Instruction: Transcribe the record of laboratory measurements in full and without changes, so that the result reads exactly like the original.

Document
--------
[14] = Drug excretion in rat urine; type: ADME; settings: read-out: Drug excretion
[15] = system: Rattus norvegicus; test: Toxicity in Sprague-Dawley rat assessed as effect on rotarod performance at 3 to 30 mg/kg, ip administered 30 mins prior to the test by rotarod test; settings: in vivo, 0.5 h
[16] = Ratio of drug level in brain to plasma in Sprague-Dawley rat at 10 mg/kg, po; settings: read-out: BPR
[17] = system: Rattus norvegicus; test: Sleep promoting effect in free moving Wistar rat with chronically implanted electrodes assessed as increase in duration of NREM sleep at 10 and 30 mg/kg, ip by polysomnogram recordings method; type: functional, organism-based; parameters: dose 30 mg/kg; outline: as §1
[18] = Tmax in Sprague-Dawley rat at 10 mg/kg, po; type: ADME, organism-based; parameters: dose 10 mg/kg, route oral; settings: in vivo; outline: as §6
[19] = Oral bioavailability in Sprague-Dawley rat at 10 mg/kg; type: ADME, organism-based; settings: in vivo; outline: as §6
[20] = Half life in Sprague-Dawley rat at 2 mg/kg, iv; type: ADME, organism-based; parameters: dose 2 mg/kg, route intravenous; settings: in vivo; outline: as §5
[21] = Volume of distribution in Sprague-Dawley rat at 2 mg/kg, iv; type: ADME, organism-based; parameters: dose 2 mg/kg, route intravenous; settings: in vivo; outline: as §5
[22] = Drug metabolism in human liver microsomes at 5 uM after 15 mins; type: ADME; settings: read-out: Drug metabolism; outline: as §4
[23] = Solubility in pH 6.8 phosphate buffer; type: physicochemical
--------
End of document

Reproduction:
[14] = Drug excretion in rat urine; type: ADME; settings: read-out: Drug excretion
[15] = system: Rattus norvegicus; test: Toxicity in Sprague-Dawley rat assessed as effect on rotarod performance at 3 to 30 mg/kg, ip administered 30 mins prior to the test by rotarod test; settings: in vivo, 0.5 h
[16] = Ratio of drug level in brain to plasma in Sprague-Dawley rat at 10 mg/kg, po; settings: read-out: BPR
[17] = system: Rattus norvegicus; test: Sleep promoting effect in free moving Wistar rat with chronically implanted electrodes assessed as increase in duration of NREM sleep at 10 and 30 mg/kg, ip by polysomnogram recordings method; type: functional, organism-based; parameters: dose 30 mg/kg; outline: as §1
[18] = Tmax in Sprague-Dawley rat at 10 mg/kg, po; type: ADME, organism-based; parameters: dose 10 mg/kg, route oral; settings: in vivo; outline: as §6
[19] = Oral bioavailability in Sprague-Dawley rat at 10 mg/kg; type: ADME, organism-based; settings: in vivo; outline: as §6
[20] = Half life in Sprague-Dawley rat at 2 mg/kg, iv; type: ADME, organism-based; parameters: dose 2 mg/kg, route intravenous; settings: in vivo; outline: as §5
[21] = Volume of distribution in Sprague-Dawley rat at 2 mg/kg, iv; type: ADME, organism-based; parameters: dose 2 mg/kg, route intravenous; settings: in vivo; outline: as §5
[22] = Drug metabolism in human liver microsomes at 5 uM after 15 mins; type: ADME; settings: read-out: Drug metabolism; outline: as §4
[23] = Solubility in pH 6.8 phosphate buffer; type: physicochemical